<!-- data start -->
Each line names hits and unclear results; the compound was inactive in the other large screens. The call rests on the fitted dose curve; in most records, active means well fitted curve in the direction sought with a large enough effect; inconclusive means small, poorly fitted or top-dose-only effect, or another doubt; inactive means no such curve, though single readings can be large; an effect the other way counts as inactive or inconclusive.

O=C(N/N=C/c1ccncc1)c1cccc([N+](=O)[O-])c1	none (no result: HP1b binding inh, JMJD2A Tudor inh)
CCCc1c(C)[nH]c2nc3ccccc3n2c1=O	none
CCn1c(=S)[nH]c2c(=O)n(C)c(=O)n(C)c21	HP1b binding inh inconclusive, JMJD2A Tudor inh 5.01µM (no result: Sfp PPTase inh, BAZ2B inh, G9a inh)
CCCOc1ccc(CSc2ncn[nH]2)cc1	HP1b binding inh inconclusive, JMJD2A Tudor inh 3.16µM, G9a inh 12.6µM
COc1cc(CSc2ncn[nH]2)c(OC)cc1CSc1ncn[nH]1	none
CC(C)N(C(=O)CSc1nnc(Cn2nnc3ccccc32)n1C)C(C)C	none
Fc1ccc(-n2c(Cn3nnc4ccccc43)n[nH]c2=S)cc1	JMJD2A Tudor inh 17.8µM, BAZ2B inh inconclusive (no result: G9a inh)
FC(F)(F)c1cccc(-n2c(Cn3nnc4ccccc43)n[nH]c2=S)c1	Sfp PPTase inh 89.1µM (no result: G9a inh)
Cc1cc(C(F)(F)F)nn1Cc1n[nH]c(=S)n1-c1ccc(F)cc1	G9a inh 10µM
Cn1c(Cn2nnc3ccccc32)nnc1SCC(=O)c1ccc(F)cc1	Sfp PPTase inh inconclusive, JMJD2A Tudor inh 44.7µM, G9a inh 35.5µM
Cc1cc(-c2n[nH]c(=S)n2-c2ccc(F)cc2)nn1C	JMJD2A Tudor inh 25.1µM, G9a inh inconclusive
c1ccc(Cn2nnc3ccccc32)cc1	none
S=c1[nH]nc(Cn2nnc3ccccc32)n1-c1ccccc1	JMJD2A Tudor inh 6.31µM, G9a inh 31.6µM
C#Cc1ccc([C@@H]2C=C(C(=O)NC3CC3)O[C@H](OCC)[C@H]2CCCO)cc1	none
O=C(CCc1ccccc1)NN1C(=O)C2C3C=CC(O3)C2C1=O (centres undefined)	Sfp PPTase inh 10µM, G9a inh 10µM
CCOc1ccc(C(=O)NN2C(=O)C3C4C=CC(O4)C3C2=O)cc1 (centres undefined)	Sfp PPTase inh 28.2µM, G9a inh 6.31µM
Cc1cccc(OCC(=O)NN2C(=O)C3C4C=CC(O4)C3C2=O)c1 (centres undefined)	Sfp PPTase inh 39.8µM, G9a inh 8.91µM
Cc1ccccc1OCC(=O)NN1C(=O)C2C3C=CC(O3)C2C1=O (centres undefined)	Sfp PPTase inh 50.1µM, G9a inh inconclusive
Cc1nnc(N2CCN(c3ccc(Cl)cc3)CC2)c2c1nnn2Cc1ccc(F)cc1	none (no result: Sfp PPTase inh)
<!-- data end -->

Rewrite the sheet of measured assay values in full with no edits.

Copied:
Each line names hits and unclear results; the compound was inactive in the other large screens. The call rests on the fitted dose curve; in most records, active means well fitted curve in the direction sought with a large enough effect; inconclusive means small, poorly fitted or top-dose-only effect, or another doubt; inactive means no such curve, though single readings can be large; an effect the other way counts as inactive or inconclusive.

O=C(N/N=C/c1ccncc1)c1cccc([N+](=O)[O-])c1	none (no result: HP1b binding inh, JMJD2A Tudor inh)
CCCc1c(C)[nH]c2nc3ccccc3n2c1=O	none
CCn1c(=S)[nH]c2c(=O)n(C)c(=O)n(C)c21	HP1b binding inh inconclusive, JMJD2A Tudor inh 5.01µM (no result: Sfp PPTase inh, BAZ2B inh, G9a inh)
CCCOc1ccc(CSc2ncn[nH]2)cc1	HP1b binding inh inconclusive, JMJD2A Tudor inh 3.16µM, G9a inh 12.6µM
COc1cc(CSc2ncn[nH]2)c(OC)cc1CSc1ncn[nH]1	none
CC(C)N(C(=O)CSc1nnc(Cn2nnc3ccccc32)n1C)C(C)C	none
Fc1ccc(-n2c(Cn3nnc4ccccc43)n[nH]c2=S)cc1	JMJD2A Tudor inh 17.8µM, BAZ2B inh inconclusive (no result: G9a inh)
FC(F)(F)c1cccc(-n2c(Cn3nnc4ccccc43)n[nH]c2=S)c1	Sfp PPTase inh 89.1µM (no result: G9a inh)
Cc1cc(C(F)(F)F)nn1Cc1n[nH]c(=S)n1-c1ccc(F)cc1	G9a inh 10µM
Cn1c(Cn2nnc3ccccc32)nnc1SCC(=O)c1ccc(F)cc1	Sfp PPTase inh inconclusive, JMJD2A Tudor inh 44.7µM, G9a inh 35.5µM
Cc1cc(-c2n[nH]c(=S)n2-c2ccc(F)cc2)nn1C	JMJD2A Tudor inh 25.1µM, G9a inh inconclusive
c1ccc(Cn2nnc3ccccc32)cc1	none
S=c1[nH]nc(Cn2nnc3ccccc32)n1-c1ccccc1	JMJD2A Tudor inh 6.31µM, G9a inh 31.6µM
C#Cc1ccc([C@@H]2C=C(C(=O)NC3CC3)O[C@H](OCC)[C@H]2CCCO)cc1	none
O=C(CCc1ccccc1)NN1C(=O)C2C3C=CC(O3)C2C1=O (centres undefined)	Sfp PPTase inh 10µM, G9a inh 10µM
CCOc1ccc(C(=O)NN2C(=O)C3C4C=CC(O4)C3C2=O)cc1 (centres undefined)	Sfp PPTase inh 28.2µM, G9a inh 6.31µM
Cc1cccc(OCC(=O)NN2C(=O)C3C4C=CC(O4)C3C2=O)c1 (centres undefined)	Sfp PPTase inh 39.8µM, G9a inh 8.91µM
Cc1ccccc1OCC(=O)NN1C(=O)C2C3C=CC(O3)C2C1=O (centres undefined)	Sfp PPTase inh 50.1µM, G9a inh inconclusive
Cc1nnc(N2CCN(c3ccc(Cl)cc3)CC2)c2c1nnn2Cc1ccc(F)cc1	none (no result: Sfp PPTase inh)